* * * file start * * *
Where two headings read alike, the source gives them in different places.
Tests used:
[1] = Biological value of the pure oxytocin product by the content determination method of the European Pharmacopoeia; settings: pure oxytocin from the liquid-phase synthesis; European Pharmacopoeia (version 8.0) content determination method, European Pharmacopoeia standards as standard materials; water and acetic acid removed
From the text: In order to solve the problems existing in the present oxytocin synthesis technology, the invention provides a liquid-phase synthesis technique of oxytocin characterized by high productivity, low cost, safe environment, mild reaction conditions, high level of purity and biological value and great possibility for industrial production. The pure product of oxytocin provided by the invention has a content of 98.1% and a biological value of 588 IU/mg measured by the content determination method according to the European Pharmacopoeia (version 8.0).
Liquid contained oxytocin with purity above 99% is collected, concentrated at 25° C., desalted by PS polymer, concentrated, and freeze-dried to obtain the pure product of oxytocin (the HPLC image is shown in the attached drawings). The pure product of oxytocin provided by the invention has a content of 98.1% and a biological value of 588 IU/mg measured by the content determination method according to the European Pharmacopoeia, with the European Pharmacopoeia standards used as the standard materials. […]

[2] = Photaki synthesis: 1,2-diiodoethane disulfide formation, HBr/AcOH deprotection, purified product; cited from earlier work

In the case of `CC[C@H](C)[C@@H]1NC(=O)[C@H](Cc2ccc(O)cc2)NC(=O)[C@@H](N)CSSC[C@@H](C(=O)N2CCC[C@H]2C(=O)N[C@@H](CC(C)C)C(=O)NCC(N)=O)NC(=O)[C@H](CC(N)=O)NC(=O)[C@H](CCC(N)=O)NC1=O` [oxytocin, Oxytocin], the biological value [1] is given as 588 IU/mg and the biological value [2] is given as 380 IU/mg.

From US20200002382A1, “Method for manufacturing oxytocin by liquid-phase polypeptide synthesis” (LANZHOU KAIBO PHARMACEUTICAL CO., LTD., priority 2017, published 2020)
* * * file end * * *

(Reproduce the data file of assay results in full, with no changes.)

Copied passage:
Where two headings read alike, the source gives them in different places.
Tests used:
[1] = Biological value of the pure oxytocin product by the content determination method of the European Pharmacopoeia; settings: pure oxytocin from the liquid-phase synthesis; European Pharmacopoeia (version 8.0) content determination method, European Pharmacopoeia standards as standard materials; water and acetic acid removed
From the text: In order to solve the problems existing in the present oxytocin synthesis technology, the invention provides a liquid-phase synthesis technique of oxytocin characterized by high productivity, low cost, safe environment, mild reaction conditions, high level of purity and biological value and great possibility for industrial production. The pure product of oxytocin provided by the invention has a content of 98.1% and a biological value of 588 IU/mg measured by the content determination method according to the European Pharmacopoeia (version 8.0).
Liquid contained oxytocin with purity above 99% is collected, concentrated at 25° C., desalted by PS polymer, concentrated, and freeze-dried to obtain the pure product of oxytocin (the HPLC image is shown in the attached drawings). The pure product of oxytocin provided by the invention has a content of 98.1% and a biological value of 588 IU/mg measured by the content determination method according to the European Pharmacopoeia, with the European Pharmacopoeia standards used as the standard materials. […]

[2] = Photaki synthesis: 1,2-diiodoethane disulfide formation, HBr/AcOH deprotection, purified product; cited from earlier work

In the case of `CC[C@H](C)[C@@H]1NC(=O)[C@H](Cc2ccc(O)cc2)NC(=O)[C@@H](N)CSSC[C@@H](C(=O)N2CCC[C@H]2C(=O)N[C@@H](CC(C)C)C(=O)NCC(N)=O)NC(=O)[C@H](CC(N)=O)NC(=O)[C@H](CCC(N)=O)NC1=O` [oxytocin, Oxytocin], the biological value [1] is given as 588 IU/mg and the biological value [2] is given as 380 IU/mg.

From US20200002382A1, “Method for manufacturing oxytocin by liquid-phase polypeptide synthesis” (LANZHOU KAIBO PHARMACEUTICAL CO., LTD., priority 2017, published 2020)